Policy tools for sustainable and healthy eating – Enabling a food transition in the Nordic countries

This report addresses the gap between current Nordic diets and the Nordic Nutrition Recommendations 2023, emphasising the urgency for policy interventions to drive substantial behavioural shifts towards healthier and more sustainable diets. It introduces a Nordic behaviour change framework that describes determinants influencing the individual’s dietary behaviour and the enabling role of policy instruments in incentivising behavioural changes. The report advocates for a multifaceted policy approach, including taxes, subsidies, public procurement, information campaigns, educational initiatives, nudging instruments and labeling to encourage a shift in dietary behaviour. These efforts are consolidated into five key recommendations. This report delves into the gap between prevailing Nordic diets and the Nordic Nutrition Recommendations (NNR) 2023, emphasizing the necessity of implementing policy instruments designed to guide the food environment towards fostering significant behavioural change. It highlights the responsibility of governmental agencies in steering the food environment to achieve substantial behavioural shifts necessary for embracing healthier and more sustainable dietary patterns. Scholarly emphasis on behavioural shifts informs the report’s comprehensive analysis of determinants influencing a transition towards healthier eating habits. It introduces a Nordic behaviour change framework that prioritizes enhancing the availability, affordability, accessibility, and attractiveness of healthy food options, concurrently diminishing these aspects for unhealthy choices. This framework identifies determinants across food-related, personal, and socio-environmental spheres, shedding light on the critical influence of early food experiences, demographic factors, education, financial stability, cultural norms, and social determinants on dietary behaviours. Targeted interventions aimed at augmenting capability, opportunity, and motivation at various societal levels are identified as crucial for catalysing meaningful dietary transformation. The report underscores the criticality of policy instruments that address economic variables, provide information, and leverage nudging strategies to incentivise healthier dietary selections. It advocates for a multifaceted policy approach encompassing taxes, subsidies, directives for public procurement, public awareness campaigns, educational initiatives, and labelling…

Svensk-norskt samarbete: viktiga utmaningar och framtida möjligheter

Denna rapport, beställd av Region Värmland, analyserar gränshinder inom den statliga regionalpolitiken mellan Sverige och Norge, med målet att belysa integrationen av gränsperspektivet och diskutera utmaningar samt möjligheter för gränsöverskridande samarbete. Gränsen mellan Sverige och Norge beskrivs som “mjuk” med omfattande flöden, där historien av samarbete erbjuder betydande potential. Starka sociala band och ‘den mjuka gränsen’ främjar arbetskraftens rörlighet och affärssamarbeten, vilket bidrar till ökad konkurrenskraft och större marknader. Rapporten identifierar även gränshinder som påverkar individer, pendlare, och företag i gränsområdet. Den betonar vikten av dialog och samverkan för att ta tillvara möjligheter och hitta lösningar på gemensamma utmaningar. Rapporten framhåller att den regionala politiken i båda länderna ger regionerna ansvar för utveckling, men pekar på skillnader i hur gränsöverskridande aspekter hanteras. Den understryker vikten av gränsöverskridande samarbete för att skapa en integrerad arbetsmarknad och främja ekonomisk utveckling, trots att dessa aspekter har fått minskad uppmärksamhet i de nuvarande nationella strategierna. Rapporten uppmanar till en ökad inriktning på gränsöverskridande samarbete och bättre utnyttjande av regionernas potential för att överbrygga gränshinder och främja en hållbar utveckling i gränsregionerna.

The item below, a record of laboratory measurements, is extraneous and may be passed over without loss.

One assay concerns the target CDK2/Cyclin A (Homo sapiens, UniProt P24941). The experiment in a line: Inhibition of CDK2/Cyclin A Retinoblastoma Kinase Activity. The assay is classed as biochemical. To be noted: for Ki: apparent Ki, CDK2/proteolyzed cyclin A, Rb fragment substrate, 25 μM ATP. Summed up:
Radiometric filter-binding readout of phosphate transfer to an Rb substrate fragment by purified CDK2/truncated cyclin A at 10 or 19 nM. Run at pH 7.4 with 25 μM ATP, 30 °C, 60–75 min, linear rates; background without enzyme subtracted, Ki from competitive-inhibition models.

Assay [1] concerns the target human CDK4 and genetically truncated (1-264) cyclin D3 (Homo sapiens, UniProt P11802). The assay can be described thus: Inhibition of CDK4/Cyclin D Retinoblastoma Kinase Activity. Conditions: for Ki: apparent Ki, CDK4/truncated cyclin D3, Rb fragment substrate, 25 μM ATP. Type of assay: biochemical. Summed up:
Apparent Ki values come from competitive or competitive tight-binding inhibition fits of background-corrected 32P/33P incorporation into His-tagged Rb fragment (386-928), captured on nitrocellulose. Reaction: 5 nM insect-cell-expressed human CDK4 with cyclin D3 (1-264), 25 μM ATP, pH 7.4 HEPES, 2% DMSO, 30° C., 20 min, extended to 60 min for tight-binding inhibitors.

Ten-year Regional Outlook: Future Perspectives for Electric Aviation in the Nordic Region

Electric aviation has gained momentum in the Nordic Region in recent years. Given its unique geographical features and strong commitment to climate-neutral transport, the Nordic Region represents an ideal testing ground for electric aviation. In five to ten years from now, electric aviation has the potential to become reality, so it is crucial to explore which factors may affect its implementation and how regional development may be impacted. Report from the “Electric Aviation and the Effects on the Nordic Region” project presents a ten-year future scenario for electric aviation in the Nordic Region. In this report, we explore future scenarios for five selected Nordic routes and identify the key driving forces behind that transformative shift, as well as the positive and negative impacts of electric aviation. The scenarios were developed through focus group discussions conducted with key stakeholders from each of the five Nordic countries (Denmark, Finland, Iceland, Norway and Sweden). The main findings of the study show that electric aviation is generally perceived positively in the various Nordic countries. However, there are also certain contextual differences relating to whether electric aviation is viewed as a pathway to achieving climate targets and removing emissions, stimulating regional development and accessibility of remote areas, or as a new travel option compared to conventional flights. Even though the general attitude towards electric aviation seems to be positive, scepticism and questions regarding the social acceptance of the new technology emerged, as well as the uncertainty around who will be the investors to kick-off the new technology. Furthermore, the future scenarios suggest that a high level of support from local and national governing bodies is required in order to make electric aviation a viable air transport mode in the Nordic region. The insights of this report are intended both to inform decision-makers and to provide…